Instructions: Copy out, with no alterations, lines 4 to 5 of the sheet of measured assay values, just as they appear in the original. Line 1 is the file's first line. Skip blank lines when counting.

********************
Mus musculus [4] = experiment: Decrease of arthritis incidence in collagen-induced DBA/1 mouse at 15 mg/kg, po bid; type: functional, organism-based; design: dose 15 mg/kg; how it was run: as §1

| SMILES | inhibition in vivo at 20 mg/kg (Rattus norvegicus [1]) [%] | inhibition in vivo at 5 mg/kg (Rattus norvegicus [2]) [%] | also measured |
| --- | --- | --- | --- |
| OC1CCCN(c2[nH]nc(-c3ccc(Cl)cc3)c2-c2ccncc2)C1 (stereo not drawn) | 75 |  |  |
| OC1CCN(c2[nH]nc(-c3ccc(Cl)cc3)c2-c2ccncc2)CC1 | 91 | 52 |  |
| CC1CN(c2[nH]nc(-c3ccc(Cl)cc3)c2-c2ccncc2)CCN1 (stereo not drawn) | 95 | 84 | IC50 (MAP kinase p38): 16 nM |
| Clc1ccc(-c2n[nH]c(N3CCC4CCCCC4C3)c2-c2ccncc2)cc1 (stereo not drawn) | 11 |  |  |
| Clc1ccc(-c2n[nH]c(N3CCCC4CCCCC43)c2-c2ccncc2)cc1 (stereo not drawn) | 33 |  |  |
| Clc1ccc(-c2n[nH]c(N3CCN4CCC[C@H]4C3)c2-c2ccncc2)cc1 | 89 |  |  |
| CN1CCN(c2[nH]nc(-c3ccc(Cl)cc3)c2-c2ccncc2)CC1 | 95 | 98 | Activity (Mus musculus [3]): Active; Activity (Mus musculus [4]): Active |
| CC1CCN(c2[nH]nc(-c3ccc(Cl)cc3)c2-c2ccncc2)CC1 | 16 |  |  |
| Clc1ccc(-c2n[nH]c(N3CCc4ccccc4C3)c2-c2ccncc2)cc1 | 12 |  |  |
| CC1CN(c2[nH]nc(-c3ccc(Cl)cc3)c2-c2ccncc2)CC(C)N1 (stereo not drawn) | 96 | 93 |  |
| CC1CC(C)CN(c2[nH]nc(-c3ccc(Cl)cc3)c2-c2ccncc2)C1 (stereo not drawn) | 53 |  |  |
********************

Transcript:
| OC1CCCN(c2[nH]nc(-c3ccc(Cl)cc3)c2-c2ccncc2)C1 (stereo not drawn) | 75 |  |  |
| OC1CCN(c2[nH]nc(-c3ccc(Cl)cc3)c2-c2ccncc2)CC1 | 91 | 52 |  |